Repeal makes ‘ask, tell’ policy for now
The military’s “don’t ask, don’t tell” policy regarding sexuality was recently repealed by President Obama in a move long-awaited by many of our servicemen and women. Long awaited, in fact, by many people not even in the military, like myself.
I have long held fast to the belief that enlisting in the armed forces while “don’t ask, don’t tell” was in effect was giving tacit approval to said policy. It would have been more beneficial to the “cause,” I used to argue, if the members of the LGBTQ community who were out and wanted to serve forewent enlistment, in favor of writing to the elected official of their choice and explaining that they would enlist, but refuse to lie about themselves to do it. I always thought that the gaping holes left in the various branches of our military would speak louder than silence. That is no longer an issue now because of the repeal. Or is it?
In a recent Republican primary debate, an openly gay soldier, Stephen Hill, currently serving in Iraq posed a question to the assembled presidential hopefuls. He wanted to know if, in the event that one of the candidates became president, would he or she attempt to “circumvent the progress that’s been made for gay and lesbian soldiers in the military?”
Most disturbing was that his question was met with boos from the audience. Booing anyone actively serving in our Army in Iraq is reprehensible, no matter with whom they choose to sleep when they are on leave. Those who sat safely and smugly in a climate controlled auditorium in the U.S. and booed a soldier who is fighting in a war, helping to make the world safe for democracy, ought to be ashamed of themselves.
The candidate who was selected to answer the question was Rick Santorum, the latest in a seemingly endless cavalcade of Republicans to offend my sense of ethics and good taste. His response was, “I would say any type of sexual activity has absolutely no place in the military. The fact they are making a point to include it as a provision within the military that we are going to recognize a group of people and give them a special privilege to, and removing don’t ask don’t tell, I think, tries to inject social policy into the military. And the military’s job is to do one thing: to defend our country.”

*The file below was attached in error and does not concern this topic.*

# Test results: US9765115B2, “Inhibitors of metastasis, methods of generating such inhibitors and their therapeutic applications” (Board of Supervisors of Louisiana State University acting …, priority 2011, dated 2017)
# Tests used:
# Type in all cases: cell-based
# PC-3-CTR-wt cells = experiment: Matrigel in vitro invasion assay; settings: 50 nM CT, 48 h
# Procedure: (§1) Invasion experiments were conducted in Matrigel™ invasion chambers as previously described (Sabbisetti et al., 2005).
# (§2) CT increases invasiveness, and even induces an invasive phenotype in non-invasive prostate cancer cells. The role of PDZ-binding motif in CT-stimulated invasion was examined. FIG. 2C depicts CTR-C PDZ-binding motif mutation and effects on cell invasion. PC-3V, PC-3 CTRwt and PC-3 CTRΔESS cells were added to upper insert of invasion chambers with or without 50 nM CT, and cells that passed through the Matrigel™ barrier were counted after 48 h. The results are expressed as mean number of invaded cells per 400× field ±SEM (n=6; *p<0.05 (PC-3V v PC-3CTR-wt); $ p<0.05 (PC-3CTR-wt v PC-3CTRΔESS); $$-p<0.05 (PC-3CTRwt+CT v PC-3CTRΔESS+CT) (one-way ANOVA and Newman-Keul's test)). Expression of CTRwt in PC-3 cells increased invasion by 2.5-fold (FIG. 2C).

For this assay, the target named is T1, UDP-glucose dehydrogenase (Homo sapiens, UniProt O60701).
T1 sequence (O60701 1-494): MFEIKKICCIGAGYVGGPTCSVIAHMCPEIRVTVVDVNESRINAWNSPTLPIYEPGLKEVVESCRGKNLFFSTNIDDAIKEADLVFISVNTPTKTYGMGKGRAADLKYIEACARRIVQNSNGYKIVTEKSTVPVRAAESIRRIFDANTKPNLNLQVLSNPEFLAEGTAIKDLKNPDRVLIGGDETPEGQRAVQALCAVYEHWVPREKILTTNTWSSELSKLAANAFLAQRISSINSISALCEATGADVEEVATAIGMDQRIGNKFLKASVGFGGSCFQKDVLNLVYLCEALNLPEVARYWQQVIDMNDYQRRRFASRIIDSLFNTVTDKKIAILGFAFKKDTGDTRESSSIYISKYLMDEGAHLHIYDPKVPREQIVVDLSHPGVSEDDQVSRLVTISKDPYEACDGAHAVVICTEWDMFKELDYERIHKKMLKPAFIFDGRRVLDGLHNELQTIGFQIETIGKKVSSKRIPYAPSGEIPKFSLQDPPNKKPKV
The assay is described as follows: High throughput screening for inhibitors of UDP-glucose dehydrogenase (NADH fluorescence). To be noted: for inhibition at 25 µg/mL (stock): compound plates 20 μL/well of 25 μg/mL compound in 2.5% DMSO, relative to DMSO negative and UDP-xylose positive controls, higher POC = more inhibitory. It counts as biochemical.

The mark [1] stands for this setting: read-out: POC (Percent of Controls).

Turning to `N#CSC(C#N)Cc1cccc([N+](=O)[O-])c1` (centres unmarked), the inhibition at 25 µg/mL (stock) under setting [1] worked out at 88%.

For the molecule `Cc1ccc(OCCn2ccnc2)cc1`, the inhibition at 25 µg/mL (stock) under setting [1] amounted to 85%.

Santorum fails to realize the point of Hill’s question, and indeed seems not to have heard it at all. To assume that most soldiers, gay or straight, are not sexually active while enlisted is ridiculous, but to believe that getting rid of a blatantly prejudiced and antiquated policy can be termed a “special privilege” and is in some way a free pass for gay and lesbian soldiers to run around having sex whenever they like is worse; it’s out of touch with reality.
The LGBTQ community isn’t fighting for the right to have sex. We are fighting for the right to be open about our identities without fear of losing our jobs, our homes, our friends or our lives.
Santorum said his intention, if elected, is to reinstate “don’t ask, don’t tell,” to “move forward in conformity with what has happened in the past.” Is this viewpoint restricted to “don’t ask, don’t tell”? Why stop there, Santorum? Why not take the vote away from women? Segregate our schools? Give those pesky 13 colonies back to Britain? There may be something to be said for a return to traditional American values, but it is important to identify just what they are. Discrimination is not among them.